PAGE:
• Increase number of leads. Increase in leads from email campaigns & landing pages
  • Lead conversion. Increase in number of leads converted to sales opportunities
  • Win Rate. Improvement in percentage of opportunities converted to sales.
  • Sales Productivity. Improvement in amount of time spent on productive sales activities.

These are basically Points of Parity – each vendor has their own spin on how they may do any of things better than another solution.  There are a lot of Points of Irrelevance.

The only item that I found to be a material Point of Difference was SharpSpring’s pricing.  Basically most of the other solutions require an annual commitment, and SharpSpring only requires a monthly commitment.   For point of reference almost all other solutions annual cost range from $26,000 to $30,000.  SharpSpring and Infusionsoft annual costs range from $8,000 to $11,000.

Where Does Your Firm Stand on Key Messages, Proof Points & Value Equations

You should take a few minutes to examine where your firm is at regarding Points of Parity, Points of Difference, and Points of Irrelevance.  I have often used this simple chart to document where a firm was at:

It is important to do this analysis for each of the major personas your firm deals with.  Remember to do this from the customer’s point of view versus your own.  Value equations are the customer perceived benefits minus the price/cost of the solution.  A proof point is an example that offers irrefutable evidence of the quality, importance or uniqueness of something. Proof points need to be accurate, convincing and believable.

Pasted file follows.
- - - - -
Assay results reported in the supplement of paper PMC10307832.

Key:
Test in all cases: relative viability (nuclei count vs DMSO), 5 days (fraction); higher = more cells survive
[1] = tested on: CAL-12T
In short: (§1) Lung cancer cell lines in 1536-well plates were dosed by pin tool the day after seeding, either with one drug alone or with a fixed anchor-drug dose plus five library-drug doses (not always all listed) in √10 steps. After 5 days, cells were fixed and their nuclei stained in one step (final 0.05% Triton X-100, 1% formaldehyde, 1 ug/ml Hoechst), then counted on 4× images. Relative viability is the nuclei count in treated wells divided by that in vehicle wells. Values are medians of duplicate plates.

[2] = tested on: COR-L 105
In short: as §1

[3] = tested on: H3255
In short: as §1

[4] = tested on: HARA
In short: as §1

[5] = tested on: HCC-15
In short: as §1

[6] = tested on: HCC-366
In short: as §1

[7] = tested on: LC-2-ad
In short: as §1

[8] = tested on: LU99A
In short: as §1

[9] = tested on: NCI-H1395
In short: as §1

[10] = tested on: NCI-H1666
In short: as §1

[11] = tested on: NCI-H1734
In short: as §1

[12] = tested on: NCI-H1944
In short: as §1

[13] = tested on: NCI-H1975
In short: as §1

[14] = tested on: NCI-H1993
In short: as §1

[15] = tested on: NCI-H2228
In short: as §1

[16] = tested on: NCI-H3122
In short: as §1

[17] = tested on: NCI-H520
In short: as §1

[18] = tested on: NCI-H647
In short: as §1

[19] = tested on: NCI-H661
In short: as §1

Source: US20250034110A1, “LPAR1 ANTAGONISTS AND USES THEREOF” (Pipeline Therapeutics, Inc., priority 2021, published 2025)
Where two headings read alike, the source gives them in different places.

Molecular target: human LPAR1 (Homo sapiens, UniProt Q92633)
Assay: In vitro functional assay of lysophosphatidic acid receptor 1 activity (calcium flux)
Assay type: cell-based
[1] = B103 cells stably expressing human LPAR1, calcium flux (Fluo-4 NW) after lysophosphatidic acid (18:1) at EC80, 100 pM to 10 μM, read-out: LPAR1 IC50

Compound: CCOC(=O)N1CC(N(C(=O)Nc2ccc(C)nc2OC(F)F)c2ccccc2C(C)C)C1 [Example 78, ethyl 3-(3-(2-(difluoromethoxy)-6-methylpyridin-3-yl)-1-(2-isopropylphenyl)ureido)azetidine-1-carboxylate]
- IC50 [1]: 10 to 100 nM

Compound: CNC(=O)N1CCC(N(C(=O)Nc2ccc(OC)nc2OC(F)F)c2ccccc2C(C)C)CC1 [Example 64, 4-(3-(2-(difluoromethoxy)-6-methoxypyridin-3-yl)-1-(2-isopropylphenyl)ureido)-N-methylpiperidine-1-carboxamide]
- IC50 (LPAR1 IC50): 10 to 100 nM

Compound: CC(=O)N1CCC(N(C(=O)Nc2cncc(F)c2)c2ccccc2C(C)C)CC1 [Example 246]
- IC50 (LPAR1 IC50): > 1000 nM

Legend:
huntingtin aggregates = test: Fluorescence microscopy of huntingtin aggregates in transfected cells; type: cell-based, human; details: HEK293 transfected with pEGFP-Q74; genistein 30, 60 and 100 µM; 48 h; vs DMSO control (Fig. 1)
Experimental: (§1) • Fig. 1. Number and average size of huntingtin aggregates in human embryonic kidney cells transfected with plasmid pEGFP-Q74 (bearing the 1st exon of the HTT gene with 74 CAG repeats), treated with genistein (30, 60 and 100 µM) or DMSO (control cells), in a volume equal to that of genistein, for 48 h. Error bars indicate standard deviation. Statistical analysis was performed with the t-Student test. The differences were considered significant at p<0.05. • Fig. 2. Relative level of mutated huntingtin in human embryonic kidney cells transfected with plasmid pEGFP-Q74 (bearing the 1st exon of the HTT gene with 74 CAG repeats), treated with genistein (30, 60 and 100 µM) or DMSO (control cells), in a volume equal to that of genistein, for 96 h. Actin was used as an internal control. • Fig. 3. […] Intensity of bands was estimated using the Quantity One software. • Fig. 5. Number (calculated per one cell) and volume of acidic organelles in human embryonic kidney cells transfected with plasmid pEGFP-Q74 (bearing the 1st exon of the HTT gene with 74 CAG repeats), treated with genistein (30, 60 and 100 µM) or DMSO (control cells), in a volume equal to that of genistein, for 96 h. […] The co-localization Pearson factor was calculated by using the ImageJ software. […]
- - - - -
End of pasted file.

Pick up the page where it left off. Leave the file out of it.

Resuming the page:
These items should roll off your tongue easily.  Everyone in your organization should be able to do the same.  If you can’t, or they can’t it might be time to update your messaging platform and re-educate your organization on it.

Trust, But Verify

In addition to documenting your current value equations and proof points, you should talk with current and former customers to get their insights as well.  Customer perception is critical to effective equations and proof points.  One way to accomplish this is by conducting a brief Win/Loss project.  Such projects focus on having an independent third party interview current and former customers.  During the interviews, you explore, from the customer’s perspective, what they perceive the value equations and proof points of your solutions to be.  The results are often surprising and very insightful into the effectiveness of your current messaging platform.  These projects can usually be completed in weeks and at a reasonable cost. (full disclosure – I am a board advisor to the Win/Loss Agency that specializes in these projects.)

By John Mecke

John is a 25 year veteran of the enterprise technology market. He has led six global product management organizations for three public companies and three private equity-backed firms. He played a key role in delivering a $115 million dividend for his private equity backers – a 2.8x return in less than three years. He has led five acquisitions for a total consideration of over $175 million. He has led eight divestitures for a total consideration of $24.5 million in cash. John regularly blogs about product management and mergers/acquisitions.